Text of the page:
Friday, June 1, 2012

Yet Another Reason for Avoiding the Linear Probability Model

Oh dear, here we go again. Hard on the heels of this post, as well an earlier one here, I'm moved to share even more misgivings about the Linear Probability Model (LPM). That's just a fancy name for a linear regression model in which the dependent variable is a binary dummy variable, and the coefficients are estimated by OLS.

Another Gripe About the Linear Probability Model

NOTE: This post was revised significantly on 15 February, 2019, as a result of correcting an error in my original EViews code. The code file and the Eviews workfile that are available elsewhere on separate pages of this blog were also revised. I would like to thank Frederico Belotti for drawing my attention to the earlier coding error.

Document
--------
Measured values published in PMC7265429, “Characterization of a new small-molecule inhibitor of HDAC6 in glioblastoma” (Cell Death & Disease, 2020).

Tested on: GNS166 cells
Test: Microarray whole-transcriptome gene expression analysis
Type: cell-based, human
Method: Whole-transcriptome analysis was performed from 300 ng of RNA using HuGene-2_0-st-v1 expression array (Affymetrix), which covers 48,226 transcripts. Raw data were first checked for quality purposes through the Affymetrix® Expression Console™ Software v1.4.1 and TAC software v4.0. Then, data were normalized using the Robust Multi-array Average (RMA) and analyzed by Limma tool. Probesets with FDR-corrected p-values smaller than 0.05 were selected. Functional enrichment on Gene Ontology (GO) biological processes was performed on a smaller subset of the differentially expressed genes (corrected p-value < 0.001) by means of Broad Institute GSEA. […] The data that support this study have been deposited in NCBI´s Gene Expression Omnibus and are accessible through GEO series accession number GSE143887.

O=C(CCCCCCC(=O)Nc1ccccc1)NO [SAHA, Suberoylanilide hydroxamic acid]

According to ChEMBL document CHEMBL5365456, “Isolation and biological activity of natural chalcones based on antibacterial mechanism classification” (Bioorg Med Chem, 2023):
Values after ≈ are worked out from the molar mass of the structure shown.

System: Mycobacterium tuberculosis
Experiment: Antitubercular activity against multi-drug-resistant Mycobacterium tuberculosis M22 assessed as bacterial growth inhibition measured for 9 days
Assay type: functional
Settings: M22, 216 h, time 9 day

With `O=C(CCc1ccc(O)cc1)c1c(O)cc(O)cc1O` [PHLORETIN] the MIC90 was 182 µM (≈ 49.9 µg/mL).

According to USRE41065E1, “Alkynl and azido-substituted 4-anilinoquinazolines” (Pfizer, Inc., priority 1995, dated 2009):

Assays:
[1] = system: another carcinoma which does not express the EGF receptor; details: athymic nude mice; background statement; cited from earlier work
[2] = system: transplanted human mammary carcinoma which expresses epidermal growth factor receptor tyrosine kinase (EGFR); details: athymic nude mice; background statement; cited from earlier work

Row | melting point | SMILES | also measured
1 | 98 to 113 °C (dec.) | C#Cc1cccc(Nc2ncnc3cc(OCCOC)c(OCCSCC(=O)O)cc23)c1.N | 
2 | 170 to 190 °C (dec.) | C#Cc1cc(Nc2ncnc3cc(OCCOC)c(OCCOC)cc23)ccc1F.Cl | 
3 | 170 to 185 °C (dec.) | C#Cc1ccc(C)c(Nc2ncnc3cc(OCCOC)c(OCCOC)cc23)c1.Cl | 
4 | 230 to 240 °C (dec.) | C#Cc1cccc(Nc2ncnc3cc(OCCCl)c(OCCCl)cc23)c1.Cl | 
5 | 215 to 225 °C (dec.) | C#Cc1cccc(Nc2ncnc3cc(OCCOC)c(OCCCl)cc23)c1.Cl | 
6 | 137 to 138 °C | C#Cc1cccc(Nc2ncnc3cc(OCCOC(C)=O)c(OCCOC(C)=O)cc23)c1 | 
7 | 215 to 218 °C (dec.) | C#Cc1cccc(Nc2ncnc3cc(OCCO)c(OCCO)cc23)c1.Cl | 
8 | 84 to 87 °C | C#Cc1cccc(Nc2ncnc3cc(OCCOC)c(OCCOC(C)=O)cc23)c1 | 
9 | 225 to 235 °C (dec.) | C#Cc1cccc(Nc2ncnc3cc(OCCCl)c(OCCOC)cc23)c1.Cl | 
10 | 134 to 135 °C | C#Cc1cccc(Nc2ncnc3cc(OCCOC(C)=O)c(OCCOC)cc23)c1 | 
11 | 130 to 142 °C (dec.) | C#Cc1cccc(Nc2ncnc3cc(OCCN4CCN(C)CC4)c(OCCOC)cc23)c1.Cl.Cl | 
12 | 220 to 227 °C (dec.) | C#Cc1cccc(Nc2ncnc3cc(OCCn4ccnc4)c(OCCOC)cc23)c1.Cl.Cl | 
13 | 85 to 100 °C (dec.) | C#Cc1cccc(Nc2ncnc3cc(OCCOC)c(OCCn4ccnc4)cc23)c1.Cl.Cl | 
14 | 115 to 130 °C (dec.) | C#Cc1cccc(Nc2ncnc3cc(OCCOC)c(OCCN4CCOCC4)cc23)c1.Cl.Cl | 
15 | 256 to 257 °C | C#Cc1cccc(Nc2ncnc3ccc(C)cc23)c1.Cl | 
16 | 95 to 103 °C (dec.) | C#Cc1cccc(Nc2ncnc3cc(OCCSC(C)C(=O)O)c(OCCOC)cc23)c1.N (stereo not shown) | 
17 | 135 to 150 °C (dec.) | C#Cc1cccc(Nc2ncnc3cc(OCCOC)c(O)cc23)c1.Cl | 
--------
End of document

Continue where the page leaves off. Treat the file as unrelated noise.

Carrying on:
So you're still thinking of using a Linear Probability Model (LPM) - also known in the business as good old OLS - to estimate a binary dependent variable model?

Well, I'm stunned!

Yes, yes, I've heard all of the "justifications" (excuses) for using the LPM, as opposed to using a Logit or Probit model. Here are a few of them: